Communication, Accountability and Quality Control

Technology already plays a key role in the care we provide at EasyLiving. We use an online care system, creating care plans that can easily be shared with the care team via the cloud. This improves communication and provides accountability. Mobile technology assists caregivers to do their job more effectively, providing job information, client care plans, directions, and outlining tasks. With caregivers using the app to clock in, track mileage and tasks completed, our staff and families get the feedback they need. The technology adds a level of quality assurance and peace of mind.

As demand grows and consumers/professionals seek more accountability, technology will be a necessary component for successful home care. Care simply cannot be provided effectively without using tools and systems. EasyLiving currently uses an online system for training. And, we foresee tech having a bigger role in training and coaching. Perhaps video monitoring and feedback will enable expert trainers to be “in the home” with the caregiver to observe and help them troubleshoot.

Extending Medical Services

Nurses and doctors are beginning to use in-home monitoring tech to get feedback on patients’ conditions. With the aging population, such tech will be necessary to properly monitor and treat the large number of elders living at home. It will no longer be feasible (or cost-effective, or good for quality of life) to go to a doctor’s office for simple testing. Technology solutions can extend the skilled services which will be stretched ever thinner. Home care will play a vital role in assisting clients with such tech and providing supportive services.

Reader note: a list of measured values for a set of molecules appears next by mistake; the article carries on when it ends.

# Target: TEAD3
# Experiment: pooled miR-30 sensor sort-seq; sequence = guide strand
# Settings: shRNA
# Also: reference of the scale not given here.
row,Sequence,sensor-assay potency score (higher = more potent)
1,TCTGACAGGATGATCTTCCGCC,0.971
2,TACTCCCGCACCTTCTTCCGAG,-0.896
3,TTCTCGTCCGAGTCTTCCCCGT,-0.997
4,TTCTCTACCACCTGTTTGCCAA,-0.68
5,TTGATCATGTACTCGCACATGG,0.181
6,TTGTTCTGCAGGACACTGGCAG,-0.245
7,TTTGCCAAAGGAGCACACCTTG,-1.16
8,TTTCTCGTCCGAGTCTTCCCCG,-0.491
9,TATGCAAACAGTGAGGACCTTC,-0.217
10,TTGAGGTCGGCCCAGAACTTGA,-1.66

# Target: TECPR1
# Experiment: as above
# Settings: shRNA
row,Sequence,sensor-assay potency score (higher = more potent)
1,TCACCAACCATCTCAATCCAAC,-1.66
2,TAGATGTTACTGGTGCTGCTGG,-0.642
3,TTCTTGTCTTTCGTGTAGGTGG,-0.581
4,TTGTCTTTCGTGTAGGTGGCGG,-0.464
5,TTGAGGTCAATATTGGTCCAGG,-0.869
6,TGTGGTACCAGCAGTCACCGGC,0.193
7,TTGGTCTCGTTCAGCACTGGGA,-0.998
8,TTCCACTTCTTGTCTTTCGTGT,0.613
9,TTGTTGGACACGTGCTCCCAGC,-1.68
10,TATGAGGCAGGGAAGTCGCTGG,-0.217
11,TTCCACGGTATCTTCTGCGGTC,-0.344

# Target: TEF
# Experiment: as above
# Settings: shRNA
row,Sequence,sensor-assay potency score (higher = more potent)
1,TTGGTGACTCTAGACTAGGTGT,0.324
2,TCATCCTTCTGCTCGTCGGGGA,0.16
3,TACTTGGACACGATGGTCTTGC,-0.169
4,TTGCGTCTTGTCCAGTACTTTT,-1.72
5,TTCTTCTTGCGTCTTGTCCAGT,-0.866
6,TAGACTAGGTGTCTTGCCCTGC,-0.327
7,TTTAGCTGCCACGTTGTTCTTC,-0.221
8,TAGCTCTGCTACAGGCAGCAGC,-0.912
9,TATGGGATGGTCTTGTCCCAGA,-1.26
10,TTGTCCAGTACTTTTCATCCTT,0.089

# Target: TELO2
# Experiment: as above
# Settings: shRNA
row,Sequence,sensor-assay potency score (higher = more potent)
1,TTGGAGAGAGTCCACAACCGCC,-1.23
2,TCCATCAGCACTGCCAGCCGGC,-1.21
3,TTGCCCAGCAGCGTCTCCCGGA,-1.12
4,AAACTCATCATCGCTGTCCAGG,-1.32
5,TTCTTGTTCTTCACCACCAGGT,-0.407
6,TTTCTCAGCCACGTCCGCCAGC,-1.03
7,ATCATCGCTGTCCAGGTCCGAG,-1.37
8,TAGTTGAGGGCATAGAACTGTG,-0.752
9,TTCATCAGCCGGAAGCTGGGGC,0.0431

What Does This Mean for You?

Personally, all of this might mean that you’ll be more likely to get your wish to stay in your own home. If you’re a family caregiver, you’ll have more options to support you. But, it also means we all have a stake in the direction home care’s headed. Whether we’re in need of it right now or not, many of us will. Home care can play a significant role in reducing healthcare costs, which will be essential as the population ages. It is also a growth industry for job creation, especially for women and minorities.

For those of us in the industry, complacency has no place. We should already be looking at these future trends and acting as if the future is now. Without good systems in place, we don’t do our clients justice now and certainly won’t be able to survive increasing demand.

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*Credit for statistics and information uses in this post to HCAOA, Caring for America’s Seniors: The Value of Home Care, www.hcaoa.org